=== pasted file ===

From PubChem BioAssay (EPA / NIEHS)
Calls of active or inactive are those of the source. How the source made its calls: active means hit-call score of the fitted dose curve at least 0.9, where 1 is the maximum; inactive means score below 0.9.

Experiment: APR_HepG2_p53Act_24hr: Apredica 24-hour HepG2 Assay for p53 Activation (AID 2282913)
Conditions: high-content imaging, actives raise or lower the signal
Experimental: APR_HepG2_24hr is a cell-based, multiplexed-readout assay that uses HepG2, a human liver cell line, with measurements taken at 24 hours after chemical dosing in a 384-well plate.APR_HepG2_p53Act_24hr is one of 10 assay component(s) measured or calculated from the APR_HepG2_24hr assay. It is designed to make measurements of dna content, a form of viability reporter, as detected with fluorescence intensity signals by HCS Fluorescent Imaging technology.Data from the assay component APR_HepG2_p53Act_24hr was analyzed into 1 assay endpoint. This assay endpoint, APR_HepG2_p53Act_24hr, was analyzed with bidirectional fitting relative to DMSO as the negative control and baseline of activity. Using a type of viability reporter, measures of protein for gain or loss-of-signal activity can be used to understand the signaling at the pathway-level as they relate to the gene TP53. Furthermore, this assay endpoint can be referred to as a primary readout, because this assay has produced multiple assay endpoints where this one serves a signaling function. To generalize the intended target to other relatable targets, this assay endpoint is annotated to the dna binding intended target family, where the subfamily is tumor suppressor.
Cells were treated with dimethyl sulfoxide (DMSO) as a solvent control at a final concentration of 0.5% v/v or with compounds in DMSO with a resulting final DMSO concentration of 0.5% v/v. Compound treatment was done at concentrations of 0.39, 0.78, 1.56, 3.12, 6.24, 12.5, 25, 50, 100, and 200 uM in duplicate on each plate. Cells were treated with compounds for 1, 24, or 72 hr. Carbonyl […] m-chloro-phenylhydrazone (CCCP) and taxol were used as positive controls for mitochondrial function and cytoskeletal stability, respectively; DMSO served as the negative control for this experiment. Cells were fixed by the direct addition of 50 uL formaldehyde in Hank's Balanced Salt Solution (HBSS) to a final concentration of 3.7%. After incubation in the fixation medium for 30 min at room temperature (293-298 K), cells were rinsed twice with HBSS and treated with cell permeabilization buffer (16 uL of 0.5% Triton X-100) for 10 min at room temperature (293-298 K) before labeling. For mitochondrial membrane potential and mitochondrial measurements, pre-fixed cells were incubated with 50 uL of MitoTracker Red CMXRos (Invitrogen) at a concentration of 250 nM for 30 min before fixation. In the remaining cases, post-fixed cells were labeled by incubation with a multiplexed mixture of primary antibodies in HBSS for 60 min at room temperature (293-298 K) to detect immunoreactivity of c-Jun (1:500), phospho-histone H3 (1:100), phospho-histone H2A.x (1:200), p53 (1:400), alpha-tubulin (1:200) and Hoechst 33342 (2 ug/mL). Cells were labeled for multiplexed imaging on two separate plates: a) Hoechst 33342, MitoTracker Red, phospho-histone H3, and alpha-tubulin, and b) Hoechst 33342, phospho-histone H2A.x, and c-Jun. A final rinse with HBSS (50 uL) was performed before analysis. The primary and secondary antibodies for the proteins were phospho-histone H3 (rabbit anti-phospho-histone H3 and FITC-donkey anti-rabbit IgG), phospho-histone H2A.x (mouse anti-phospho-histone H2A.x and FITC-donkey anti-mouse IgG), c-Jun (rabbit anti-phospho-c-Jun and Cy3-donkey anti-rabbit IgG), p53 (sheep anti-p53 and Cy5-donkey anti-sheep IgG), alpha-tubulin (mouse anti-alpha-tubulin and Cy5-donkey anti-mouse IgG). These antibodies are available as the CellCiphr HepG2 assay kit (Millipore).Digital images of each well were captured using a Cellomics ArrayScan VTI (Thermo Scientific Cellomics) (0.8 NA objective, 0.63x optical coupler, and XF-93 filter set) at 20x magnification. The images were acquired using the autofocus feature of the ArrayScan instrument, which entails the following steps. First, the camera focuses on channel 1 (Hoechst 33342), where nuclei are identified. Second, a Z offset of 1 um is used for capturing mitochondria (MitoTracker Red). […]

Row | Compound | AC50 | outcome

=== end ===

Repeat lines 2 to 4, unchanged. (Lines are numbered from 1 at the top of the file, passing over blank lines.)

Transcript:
Calls of active or inactive are those of the source. How the source made its calls: active means hit-call score of the fitted dose curve at least 0.9, where 1 is the maximum; inactive means score below 0.9.

Experiment: APR_HepG2_p53Act_24hr: Apredica 24-hour HepG2 Assay for p53 Activation (AID 2282913)
Conditions: high-content imaging, actives raise or lower the signal